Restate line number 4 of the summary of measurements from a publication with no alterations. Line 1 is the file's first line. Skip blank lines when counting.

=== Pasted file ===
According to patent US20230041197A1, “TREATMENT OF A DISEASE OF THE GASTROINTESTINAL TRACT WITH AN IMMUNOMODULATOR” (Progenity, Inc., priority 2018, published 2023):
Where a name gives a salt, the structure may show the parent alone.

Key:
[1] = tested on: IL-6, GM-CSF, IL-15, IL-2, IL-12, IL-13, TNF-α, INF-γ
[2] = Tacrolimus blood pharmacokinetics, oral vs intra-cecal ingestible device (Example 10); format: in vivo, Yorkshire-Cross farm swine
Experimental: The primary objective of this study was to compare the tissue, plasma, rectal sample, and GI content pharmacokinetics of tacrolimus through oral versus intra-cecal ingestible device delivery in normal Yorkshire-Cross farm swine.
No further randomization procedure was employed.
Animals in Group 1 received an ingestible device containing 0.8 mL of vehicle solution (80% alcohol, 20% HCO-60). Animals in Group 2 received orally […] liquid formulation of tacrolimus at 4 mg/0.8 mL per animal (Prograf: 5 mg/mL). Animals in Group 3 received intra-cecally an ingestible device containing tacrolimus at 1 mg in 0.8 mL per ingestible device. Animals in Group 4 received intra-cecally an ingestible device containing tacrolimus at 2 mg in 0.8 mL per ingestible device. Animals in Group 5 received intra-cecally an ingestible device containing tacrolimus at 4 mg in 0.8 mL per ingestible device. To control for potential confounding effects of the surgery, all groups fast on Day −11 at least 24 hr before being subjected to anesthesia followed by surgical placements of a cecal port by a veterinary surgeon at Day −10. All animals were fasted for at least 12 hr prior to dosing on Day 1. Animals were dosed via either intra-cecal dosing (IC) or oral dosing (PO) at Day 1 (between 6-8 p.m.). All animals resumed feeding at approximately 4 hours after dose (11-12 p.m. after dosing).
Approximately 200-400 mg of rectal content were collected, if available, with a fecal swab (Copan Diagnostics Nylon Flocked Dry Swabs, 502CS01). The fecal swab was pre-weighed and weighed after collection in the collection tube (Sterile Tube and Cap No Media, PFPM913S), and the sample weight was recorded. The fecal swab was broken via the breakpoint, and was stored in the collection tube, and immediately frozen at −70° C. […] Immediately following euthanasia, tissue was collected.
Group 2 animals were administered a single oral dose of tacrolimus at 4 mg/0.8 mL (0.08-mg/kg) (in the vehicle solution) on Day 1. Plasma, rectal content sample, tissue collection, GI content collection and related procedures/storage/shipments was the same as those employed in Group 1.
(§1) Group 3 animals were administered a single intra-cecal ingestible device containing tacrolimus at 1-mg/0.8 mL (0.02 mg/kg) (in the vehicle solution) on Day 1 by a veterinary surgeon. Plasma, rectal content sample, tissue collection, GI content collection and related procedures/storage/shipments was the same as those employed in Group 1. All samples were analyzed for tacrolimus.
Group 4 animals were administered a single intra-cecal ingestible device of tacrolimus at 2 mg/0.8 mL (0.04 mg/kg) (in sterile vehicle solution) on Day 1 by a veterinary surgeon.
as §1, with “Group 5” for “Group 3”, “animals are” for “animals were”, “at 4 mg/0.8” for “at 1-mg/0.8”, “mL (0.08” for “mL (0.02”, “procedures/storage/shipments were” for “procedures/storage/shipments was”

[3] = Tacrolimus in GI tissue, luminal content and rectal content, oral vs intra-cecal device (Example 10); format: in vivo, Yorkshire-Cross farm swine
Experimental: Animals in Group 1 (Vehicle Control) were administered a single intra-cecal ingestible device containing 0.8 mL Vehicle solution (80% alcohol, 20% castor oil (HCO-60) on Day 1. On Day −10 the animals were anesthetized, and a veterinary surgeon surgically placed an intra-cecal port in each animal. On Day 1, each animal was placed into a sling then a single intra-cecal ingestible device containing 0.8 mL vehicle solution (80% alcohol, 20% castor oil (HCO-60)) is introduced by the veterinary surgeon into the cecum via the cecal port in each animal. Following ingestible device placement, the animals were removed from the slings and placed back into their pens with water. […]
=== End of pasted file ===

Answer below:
[1] = tested on: IL-6, GM-CSF, IL-15, IL-2, IL-12, IL-13, TNF-α, INF-γ